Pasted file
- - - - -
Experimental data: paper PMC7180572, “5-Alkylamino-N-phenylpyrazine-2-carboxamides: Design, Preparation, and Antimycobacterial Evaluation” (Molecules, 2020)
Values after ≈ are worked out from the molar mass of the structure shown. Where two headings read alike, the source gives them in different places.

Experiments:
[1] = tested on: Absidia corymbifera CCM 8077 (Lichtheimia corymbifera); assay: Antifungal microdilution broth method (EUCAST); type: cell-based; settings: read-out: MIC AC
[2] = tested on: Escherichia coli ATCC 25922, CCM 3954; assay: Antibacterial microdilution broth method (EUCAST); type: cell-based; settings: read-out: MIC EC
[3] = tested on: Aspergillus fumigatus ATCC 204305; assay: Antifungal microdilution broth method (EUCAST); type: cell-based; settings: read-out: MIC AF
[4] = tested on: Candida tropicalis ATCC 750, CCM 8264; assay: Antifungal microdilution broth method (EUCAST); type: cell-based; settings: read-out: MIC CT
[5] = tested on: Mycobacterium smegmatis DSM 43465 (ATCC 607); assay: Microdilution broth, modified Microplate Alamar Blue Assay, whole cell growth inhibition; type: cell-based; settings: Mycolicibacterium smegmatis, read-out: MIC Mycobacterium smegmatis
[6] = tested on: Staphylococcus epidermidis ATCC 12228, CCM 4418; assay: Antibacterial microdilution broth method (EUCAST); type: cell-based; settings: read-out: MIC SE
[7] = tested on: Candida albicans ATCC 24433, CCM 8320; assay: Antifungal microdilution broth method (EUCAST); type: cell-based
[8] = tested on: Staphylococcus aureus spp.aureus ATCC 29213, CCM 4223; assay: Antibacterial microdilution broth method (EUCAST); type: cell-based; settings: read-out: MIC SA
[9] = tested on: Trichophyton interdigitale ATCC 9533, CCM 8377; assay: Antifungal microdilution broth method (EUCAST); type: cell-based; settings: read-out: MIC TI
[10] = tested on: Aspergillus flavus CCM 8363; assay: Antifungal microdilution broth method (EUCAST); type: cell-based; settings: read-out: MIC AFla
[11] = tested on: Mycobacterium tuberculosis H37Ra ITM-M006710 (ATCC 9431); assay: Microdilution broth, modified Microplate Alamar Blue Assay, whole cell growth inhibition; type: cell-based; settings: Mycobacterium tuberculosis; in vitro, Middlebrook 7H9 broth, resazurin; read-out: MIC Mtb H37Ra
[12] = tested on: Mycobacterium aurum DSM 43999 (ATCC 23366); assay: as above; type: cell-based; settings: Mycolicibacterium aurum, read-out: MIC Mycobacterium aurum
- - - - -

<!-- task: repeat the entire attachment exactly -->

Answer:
Experimental data: paper PMC7180572, “5-Alkylamino-N-phenylpyrazine-2-carboxamides: Design, Preparation, and Antimycobacterial Evaluation” (Molecules, 2020)
Values after ≈ are worked out from the molar mass of the structure shown. Where two headings read alike, the source gives them in different places.

Experiments:
[1] = tested on: Absidia corymbifera CCM 8077 (Lichtheimia corymbifera); assay: Antifungal microdilution broth method (EUCAST); type: cell-based; settings: read-out: MIC AC
[2] = tested on: Escherichia coli ATCC 25922, CCM 3954; assay: Antibacterial microdilution broth method (EUCAST); type: cell-based; settings: read-out: MIC EC
[3] = tested on: Aspergillus fumigatus ATCC 204305; assay: Antifungal microdilution broth method (EUCAST); type: cell-based; settings: read-out: MIC AF
[4] = tested on: Candida tropicalis ATCC 750, CCM 8264; assay: Antifungal microdilution broth method (EUCAST); type: cell-based; settings: read-out: MIC CT
[5] = tested on: Mycobacterium smegmatis DSM 43465 (ATCC 607); assay: Microdilution broth, modified Microplate Alamar Blue Assay, whole cell growth inhibition; type: cell-based; settings: Mycolicibacterium smegmatis, read-out: MIC Mycobacterium smegmatis
[6] = tested on: Staphylococcus epidermidis ATCC 12228, CCM 4418; assay: Antibacterial microdilution broth method (EUCAST); type: cell-based; settings: read-out: MIC SE
[7] = tested on: Candida albicans ATCC 24433, CCM 8320; assay: Antifungal microdilution broth method (EUCAST); type: cell-based
[8] = tested on: Staphylococcus aureus spp.aureus ATCC 29213, CCM 4223; assay: Antibacterial microdilution broth method (EUCAST); type: cell-based; settings: read-out: MIC SA
[9] = tested on: Trichophyton interdigitale ATCC 9533, CCM 8377; assay: Antifungal microdilution broth method (EUCAST); type: cell-based; settings: read-out: MIC TI
[10] = tested on: Aspergillus flavus CCM 8363; assay: Antifungal microdilution broth method (EUCAST); type: cell-based; settings: read-out: MIC AFla
[11] = tested on: Mycobacterium tuberculosis H37Ra ITM-M006710 (ATCC 9431); assay: Microdilution broth, modified Microplate Alamar Blue Assay, whole cell growth inhibition; type: cell-based; settings: Mycobacterium tuberculosis; in vitro, Middlebrook 7H9 broth, resazurin; read-out: MIC Mtb H37Ra
[12] = tested on: Mycobacterium aurum DSM 43999 (ATCC 23366); assay: as above; type: cell-based; settings: Mycolicibacterium aurum, read-out: MIC Mycobacterium aurum